BOOM! GBNews Poll Has Reform Up 9 Over Tories

AP Photo/Matt Dunham, File


Last week I wrote about the shock poll that showed Reform UK pulling ahead of the Conservatives in the UK. 

People have been predicting a Labour blowout for months, even before elections were called (in the parliamentary system the elections are called by a dissolution of the government, at the discretion of the ruling party/coalition, with a maximum but not minimum time in office). 


The Tories have sucked as a ruling party, and have no right to call themselves "conservative." They have been the Establishment for too long, have drifted away from their constituency, and deserve the drubbing at the polls they will surely receive. 

Unfortunately, that means Labour will take power, and Labour is worse. 

The predicted collapse of the Tories is here, but the rise of Reform was not anticipated. At least not to this extent. And, to be honest, I am thrilled to see it. 

Sure, people expected that once Nigel Farage decided to reverse his decision not to stand for Parliament he would give life to the Reform Party, but his entry has explosively changed the race. He is taking votes not only from the Tories as the true(r) conservative alternative, but has also started pulling votes from Labour. 

Lots of votes, it turns out. 

Sometimes, things happen that completely knock you sideways. And today is one such moment. My firm People Polling, on behalf of its client GB News, surveyed a nationally representative sample of 1,228 British adults. We asked them how they plan to vote at the UK general election on July 4. 

Here are our numbers:

Labour 35%

Reform 24%

Conservatives 15%

Liberal Democrats 12%

Greens 8%

SNP 3%

That’s right. Nigel Farage and Reform are on 24%, in second place, and some 9-points clear of Rishi Sunak and the Tories. 

Were the above numbers to appear at the general election, in only fifteen days time, then the result would be, well, seismic in more ways than one.

Keir Starmer and the Labour Party would win the election comfortably, with a Labour majority of around 240 seats. 

The Tories would crash and burn, falling to only around 45 seats. The Lib Dems would finish with more seats than the Tories, on around 64. Nigel Farage and Reform would not be far behind, on around 50. And the Greens would win two.


Remember, seats aren't allocated by the national popular vote; as in the US the elections are won seat-by-seat, explaining why the numbers look skewed a bit. 

The GB News poll is something of an outlier, but I am inclined to believe Reform is on a significant upswing for a variety of reasons, not the least of which is the salience of immigration as an issue. Britons are sick and tired of seeing their country overrun by "migrants" and the apparent indifference to this exhibited by the two biggest parties. 

Furthermore, this evening several MRP polls are likewise pointing to a large Labour majority and putting the Tories on only around 50-108 seats.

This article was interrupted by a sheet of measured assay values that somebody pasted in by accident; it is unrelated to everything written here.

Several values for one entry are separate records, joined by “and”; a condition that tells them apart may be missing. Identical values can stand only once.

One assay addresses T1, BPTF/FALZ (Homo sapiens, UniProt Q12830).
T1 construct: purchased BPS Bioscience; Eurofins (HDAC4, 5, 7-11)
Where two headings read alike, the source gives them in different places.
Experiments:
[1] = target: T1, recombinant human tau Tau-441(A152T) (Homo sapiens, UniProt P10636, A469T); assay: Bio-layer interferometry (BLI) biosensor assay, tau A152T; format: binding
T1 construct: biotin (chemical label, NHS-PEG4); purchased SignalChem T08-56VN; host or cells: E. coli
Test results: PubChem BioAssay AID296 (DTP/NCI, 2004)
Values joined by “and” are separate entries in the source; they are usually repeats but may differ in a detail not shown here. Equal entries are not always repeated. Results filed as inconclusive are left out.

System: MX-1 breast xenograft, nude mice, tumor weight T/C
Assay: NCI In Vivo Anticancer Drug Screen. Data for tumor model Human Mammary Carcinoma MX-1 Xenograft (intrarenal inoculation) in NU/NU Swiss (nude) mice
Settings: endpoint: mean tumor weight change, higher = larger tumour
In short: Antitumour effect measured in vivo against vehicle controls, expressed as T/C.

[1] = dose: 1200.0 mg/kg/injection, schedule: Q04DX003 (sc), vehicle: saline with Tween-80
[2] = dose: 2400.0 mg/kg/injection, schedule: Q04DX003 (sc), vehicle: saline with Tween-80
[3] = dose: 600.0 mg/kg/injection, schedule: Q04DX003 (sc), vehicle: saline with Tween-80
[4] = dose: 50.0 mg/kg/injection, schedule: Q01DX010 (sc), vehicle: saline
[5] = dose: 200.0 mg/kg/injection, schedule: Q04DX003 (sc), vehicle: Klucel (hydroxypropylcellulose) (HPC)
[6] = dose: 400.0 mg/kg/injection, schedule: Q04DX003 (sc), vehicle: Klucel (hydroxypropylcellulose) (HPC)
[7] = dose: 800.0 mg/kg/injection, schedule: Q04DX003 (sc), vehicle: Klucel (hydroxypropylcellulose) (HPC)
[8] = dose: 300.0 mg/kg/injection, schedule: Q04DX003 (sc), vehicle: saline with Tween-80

One, by YouGov, puts Reform on 15% of the vote and gives Farage & Co. five seats.

The other, by Savanta, puts Reform on 13% of the vote and gives the party zero seats.

Inevitably, there will be questions about our poll because, firstly, it was conducted on behalf of our client, GB News, which has a close relationship with Nigel Farage —though the idea that the people who pay for polls influence the results of those polls is one for the tin foil hat brigade.

And, secondly, to be blunt, this strong vote for Reform is also being reported by somebody who’s talked a great deal about the incoming ‘inflection point’ and the likelihood of Reform performing very strongly at this election (that’s me!)


Farage was just interviewed by the Triggernometry guys, and they discussed this issue and its salience to Britons. Immigration has been a taboo subject in the mainstream, but the fact is that ordinary people's lives have been upended, and few people are thrilled to see the streets of London turned into little Tehran or Gaza City. 

Farage is hardly Donald Trump--Britain and the U.S. have very different political cultures--but he shares the Trumpian charisma and ability to break through to ordinary people. He is smart, entertaining, upbeat, and speaks clearly to the concerns that people have. 

He doesn't come across as a member of the Elite, although in most ways he is definitely qualified. He simply refuses to join their club. 

Farage was the leader of the Brexit movement; he rejected the internationalization of Great Britain, and he scoffs at the obsessions of the Elites who care more about what the Davos crowd think than people who are trying to live their lives without losing their freedom, their prosperity, and their culture. 

Farage isn't going to be Prime Minister anytime soon, but he is, in many ways, the most influential British politician since Thatcher. 

I'm good with that. 

Join the conversation as a VIP Member

Trending on HotAir Videos